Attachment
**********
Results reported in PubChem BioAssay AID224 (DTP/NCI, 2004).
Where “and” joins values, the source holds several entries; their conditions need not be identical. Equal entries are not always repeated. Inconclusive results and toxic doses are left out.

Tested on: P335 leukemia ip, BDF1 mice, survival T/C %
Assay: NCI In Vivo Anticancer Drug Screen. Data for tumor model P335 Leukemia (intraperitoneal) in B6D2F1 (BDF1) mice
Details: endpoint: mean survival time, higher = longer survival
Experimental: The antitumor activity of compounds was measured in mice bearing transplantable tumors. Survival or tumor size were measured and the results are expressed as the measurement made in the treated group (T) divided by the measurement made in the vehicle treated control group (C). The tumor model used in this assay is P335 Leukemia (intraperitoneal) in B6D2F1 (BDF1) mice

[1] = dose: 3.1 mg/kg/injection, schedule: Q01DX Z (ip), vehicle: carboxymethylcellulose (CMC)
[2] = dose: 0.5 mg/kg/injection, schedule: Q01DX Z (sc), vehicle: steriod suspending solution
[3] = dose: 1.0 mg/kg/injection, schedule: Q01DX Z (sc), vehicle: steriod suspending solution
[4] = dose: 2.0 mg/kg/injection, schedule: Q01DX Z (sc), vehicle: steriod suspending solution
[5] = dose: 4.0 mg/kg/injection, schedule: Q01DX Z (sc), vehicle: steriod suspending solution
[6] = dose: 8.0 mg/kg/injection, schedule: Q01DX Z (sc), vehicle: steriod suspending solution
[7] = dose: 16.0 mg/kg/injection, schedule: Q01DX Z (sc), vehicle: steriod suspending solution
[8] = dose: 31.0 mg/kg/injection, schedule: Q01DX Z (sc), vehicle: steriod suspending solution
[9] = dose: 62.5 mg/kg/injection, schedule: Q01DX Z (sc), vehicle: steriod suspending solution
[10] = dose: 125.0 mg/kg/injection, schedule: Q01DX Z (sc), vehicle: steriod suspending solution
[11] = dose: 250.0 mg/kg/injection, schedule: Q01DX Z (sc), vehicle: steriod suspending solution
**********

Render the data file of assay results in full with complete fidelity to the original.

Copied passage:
Results reported in PubChem BioAssay AID224 (DTP/NCI, 2004).
Where “and” joins values, the source holds several entries; their conditions need not be identical. Equal entries are not always repeated. Inconclusive results and toxic doses are left out.

Tested on: P335 leukemia ip, BDF1 mice, survival T/C %
Assay: NCI In Vivo Anticancer Drug Screen. Data for tumor model P335 Leukemia (intraperitoneal) in B6D2F1 (BDF1) mice
Details: endpoint: mean survival time, higher = longer survival
Experimental: The antitumor activity of compounds was measured in mice bearing transplantable tumors. Survival or tumor size were measured and the results are expressed as the measurement made in the treated group (T) divided by the measurement made in the vehicle treated control group (C). The tumor model used in this assay is P335 Leukemia (intraperitoneal) in B6D2F1 (BDF1) mice

[1] = dose: 3.1 mg/kg/injection, schedule: Q01DX Z (ip), vehicle: carboxymethylcellulose (CMC)
[2] = dose: 0.5 mg/kg/injection, schedule: Q01DX Z (sc), vehicle: steriod suspending solution
[3] = dose: 1.0 mg/kg/injection, schedule: Q01DX Z (sc), vehicle: steriod suspending solution
[4] = dose: 2.0 mg/kg/injection, schedule: Q01DX Z (sc), vehicle: steriod suspending solution
[5] = dose: 4.0 mg/kg/injection, schedule: Q01DX Z (sc), vehicle: steriod suspending solution
[6] = dose: 8.0 mg/kg/injection, schedule: Q01DX Z (sc), vehicle: steriod suspending solution
[7] = dose: 16.0 mg/kg/injection, schedule: Q01DX Z (sc), vehicle: steriod suspending solution
[8] = dose: 31.0 mg/kg/injection, schedule: Q01DX Z (sc), vehicle: steriod suspending solution
[9] = dose: 62.5 mg/kg/injection, schedule: Q01DX Z (sc), vehicle: steriod suspending solution
[10] = dose: 125.0 mg/kg/injection, schedule: Q01DX Z (sc), vehicle: steriod suspending solution
[11] = dose: 250.0 mg/kg/injection, schedule: Q01DX Z (sc), vehicle: steriod suspending solution